Check a site for 404 errors with wget
by Travis Reddell on 2013-10-17
No one wants broken links on their site. Here's an easy way to check for 404 errors among the links on your website. First, you'll want to run this wget command:
wget -o ~/output.txt -r -l 10 --spider http://yoursite.com
This will run wget recursively up to ten links deep. This means it finds each link on http://yoursite.com and tests if they exist, then checks each link on the pages it just tested up to a path of 10 pages from the original. The
--spider flag tells wget to refrain from downloading the pages, but just check to see if they exist.
Be aware that this may take a long time depending on the number of pages on your site. One site I crawled took multiple hours, checking over 5,000 dynamically build pages. This site takes about 3 seconds to crawl with wget with over 300 static urls to check.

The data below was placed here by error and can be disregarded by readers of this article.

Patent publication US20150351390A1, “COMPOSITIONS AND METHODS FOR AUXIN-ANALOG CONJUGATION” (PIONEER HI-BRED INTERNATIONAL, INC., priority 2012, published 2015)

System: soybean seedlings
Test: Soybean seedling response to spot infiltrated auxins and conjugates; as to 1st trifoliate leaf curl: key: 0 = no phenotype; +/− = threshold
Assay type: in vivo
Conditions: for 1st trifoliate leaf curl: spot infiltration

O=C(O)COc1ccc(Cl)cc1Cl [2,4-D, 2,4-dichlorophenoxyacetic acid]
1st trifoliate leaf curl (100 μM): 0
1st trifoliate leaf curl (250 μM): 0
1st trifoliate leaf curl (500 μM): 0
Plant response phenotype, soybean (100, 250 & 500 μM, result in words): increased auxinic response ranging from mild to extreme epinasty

To look through the output file for 404 errors, use this chain of commands:
grep -B 2 "404 Not Found" ~/output.txt | grep http:// | cut -d " " -f 4 | sort -u
This will search the file for "404 Not Found", then grab the relevant url and display only the unique urls that were encountered.
You can also feed wget a cookie if you have a site that uses that for authentication. I used this a Chrome extension called cookie.txt export to grab my session cookie. It even outputs the cookies into a wget-compatible text block.
You can easily adjust the second command to look for other http error codes by replacing the "404 Not Found" with your desired code ("500 Internal Server Error", etc).